Voting Privileges: Another common type of privileged shares are voting privileges during general assembly meetings. Typically voting privileges are given to a shareholder or group of shareholders that wants to have a greater say in decision making of the company. Maximum voting privilege per share is 15. However, as per the TCC, the court may extend the voting privileges per share under limited circumstances. For example, if shareholder A holds 100 shares that have a voting privilege (15 per share), then the shareholder’s votes should be multiplied with 15. Since many substantial decisions are made by the general assembly resolutions, such privileges may be too powerful. In addition, when electing board members such voting privileges would be used as well. Nevertheless, in accordance with the TCC, during articles of association amendments, discharge of board members, resolution to file a lawsuit against board members for the breach of fiduciary duty and electing an audit firm in general assemblies, such privileges shall not be used.

Dividend Privileges: Dividend privileges may also be granted to shareholders. the dividends are distributed to shareholders pro rata their shareholdings, some shareholders may be granted privileges so that they receive additional dividend payments compared to their shareholdings or cumulative dividend in which a fixed amount or a percentage (as prescribed in articles of association) of company’s profits must be paid to the shareholders as dividend and if the profit is insufficient to cover the percentage or fixed amount, remaining amount shall carry over to the next fiscal year of the company. Abovementioned privileges may be stipulated under the articles of association simultaneously.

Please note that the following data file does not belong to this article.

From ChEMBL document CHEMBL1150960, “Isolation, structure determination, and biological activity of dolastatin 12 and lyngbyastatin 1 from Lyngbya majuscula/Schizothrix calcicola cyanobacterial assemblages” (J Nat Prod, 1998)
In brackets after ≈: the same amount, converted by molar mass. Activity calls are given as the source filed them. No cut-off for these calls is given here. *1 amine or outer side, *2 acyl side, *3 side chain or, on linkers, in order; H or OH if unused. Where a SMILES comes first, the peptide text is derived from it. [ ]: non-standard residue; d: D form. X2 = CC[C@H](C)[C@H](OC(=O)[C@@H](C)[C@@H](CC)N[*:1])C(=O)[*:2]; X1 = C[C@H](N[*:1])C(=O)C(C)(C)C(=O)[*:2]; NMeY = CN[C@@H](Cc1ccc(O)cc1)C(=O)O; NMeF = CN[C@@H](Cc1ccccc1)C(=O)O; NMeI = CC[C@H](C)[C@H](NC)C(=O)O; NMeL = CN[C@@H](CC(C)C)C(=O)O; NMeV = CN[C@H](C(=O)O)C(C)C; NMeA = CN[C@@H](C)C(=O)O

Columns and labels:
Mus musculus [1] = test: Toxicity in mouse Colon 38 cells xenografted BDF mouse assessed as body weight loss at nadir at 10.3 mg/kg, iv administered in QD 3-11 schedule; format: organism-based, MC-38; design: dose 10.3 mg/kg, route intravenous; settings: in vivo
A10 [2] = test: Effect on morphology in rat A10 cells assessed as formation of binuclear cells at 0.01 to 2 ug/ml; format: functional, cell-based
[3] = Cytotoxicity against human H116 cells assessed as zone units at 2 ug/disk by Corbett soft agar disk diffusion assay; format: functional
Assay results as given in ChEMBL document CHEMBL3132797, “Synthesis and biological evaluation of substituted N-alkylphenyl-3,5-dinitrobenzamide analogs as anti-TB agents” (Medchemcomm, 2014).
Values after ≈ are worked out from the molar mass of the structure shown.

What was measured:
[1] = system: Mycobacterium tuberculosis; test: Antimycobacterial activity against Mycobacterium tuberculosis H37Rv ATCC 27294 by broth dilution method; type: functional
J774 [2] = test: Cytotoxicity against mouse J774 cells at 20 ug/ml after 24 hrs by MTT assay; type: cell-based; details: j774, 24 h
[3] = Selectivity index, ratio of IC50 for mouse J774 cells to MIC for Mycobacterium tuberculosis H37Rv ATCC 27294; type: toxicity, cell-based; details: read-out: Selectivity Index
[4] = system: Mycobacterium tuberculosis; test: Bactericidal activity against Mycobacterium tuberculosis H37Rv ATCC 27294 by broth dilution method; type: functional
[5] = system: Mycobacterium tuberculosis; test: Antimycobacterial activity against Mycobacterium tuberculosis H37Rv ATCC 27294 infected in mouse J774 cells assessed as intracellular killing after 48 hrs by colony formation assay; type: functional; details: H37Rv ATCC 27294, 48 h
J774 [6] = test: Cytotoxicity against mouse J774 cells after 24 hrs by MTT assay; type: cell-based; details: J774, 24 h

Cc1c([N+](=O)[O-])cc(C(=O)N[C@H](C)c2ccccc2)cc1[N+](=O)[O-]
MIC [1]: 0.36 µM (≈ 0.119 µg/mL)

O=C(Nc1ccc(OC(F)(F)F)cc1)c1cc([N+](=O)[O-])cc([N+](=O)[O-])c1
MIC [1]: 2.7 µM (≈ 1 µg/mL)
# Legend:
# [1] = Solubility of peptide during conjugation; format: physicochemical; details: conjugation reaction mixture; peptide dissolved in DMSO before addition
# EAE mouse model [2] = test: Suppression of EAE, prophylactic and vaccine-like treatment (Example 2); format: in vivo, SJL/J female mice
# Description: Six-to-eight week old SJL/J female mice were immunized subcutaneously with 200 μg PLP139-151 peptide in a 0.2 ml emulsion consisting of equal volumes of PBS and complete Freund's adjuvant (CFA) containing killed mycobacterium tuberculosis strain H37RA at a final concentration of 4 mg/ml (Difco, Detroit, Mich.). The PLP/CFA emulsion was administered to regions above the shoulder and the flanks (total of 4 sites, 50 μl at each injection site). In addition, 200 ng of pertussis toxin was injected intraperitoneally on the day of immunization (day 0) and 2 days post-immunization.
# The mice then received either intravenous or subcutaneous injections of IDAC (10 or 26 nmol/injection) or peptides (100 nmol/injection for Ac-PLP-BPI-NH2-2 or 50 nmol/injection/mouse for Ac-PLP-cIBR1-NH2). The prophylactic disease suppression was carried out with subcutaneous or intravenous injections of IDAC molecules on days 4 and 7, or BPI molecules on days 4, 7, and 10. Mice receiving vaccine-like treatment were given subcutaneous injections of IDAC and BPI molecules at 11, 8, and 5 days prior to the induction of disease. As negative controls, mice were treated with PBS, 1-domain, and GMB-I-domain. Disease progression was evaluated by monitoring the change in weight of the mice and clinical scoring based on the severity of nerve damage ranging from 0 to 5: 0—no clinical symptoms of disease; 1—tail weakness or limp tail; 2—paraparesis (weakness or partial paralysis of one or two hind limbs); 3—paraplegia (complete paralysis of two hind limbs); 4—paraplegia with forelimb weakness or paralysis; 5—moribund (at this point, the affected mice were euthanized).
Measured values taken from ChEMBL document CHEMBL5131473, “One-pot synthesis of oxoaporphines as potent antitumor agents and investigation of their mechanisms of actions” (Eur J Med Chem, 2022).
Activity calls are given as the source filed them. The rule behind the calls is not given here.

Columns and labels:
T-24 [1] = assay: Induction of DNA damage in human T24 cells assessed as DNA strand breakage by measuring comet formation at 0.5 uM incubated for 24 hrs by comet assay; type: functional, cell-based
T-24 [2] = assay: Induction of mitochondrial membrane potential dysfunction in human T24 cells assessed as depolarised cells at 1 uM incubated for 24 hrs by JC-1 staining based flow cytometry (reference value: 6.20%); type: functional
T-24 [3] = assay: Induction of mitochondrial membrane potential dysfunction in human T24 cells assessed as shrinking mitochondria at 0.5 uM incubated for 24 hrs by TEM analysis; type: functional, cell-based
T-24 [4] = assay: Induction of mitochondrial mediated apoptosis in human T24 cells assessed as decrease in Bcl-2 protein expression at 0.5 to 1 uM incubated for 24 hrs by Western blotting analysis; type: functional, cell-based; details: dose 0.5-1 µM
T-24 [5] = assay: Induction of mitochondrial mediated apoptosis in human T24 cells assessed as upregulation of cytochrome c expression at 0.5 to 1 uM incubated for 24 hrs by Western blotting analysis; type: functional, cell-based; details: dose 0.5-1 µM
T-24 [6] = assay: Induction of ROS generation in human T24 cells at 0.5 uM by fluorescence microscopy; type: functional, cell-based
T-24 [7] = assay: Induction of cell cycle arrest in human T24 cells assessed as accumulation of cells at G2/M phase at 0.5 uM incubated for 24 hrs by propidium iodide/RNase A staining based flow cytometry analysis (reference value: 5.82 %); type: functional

Post-Liquidation Asset Distribution Privileges: Privileges regarding asset destruction post liquidation of the company may be granted to shareholders. In normal circumstances, after paying off the creditors, assets are distributed to shareholders pro rata their shareholdings. Existence of a privilege related with the asset distribution subsequent to company means that privileged shareholders would receive additional assets compared to their shareholding percentage. Such privileges may be used by outside investors to compensate their investment after the target’s firm failure reach its financial and strategic goals.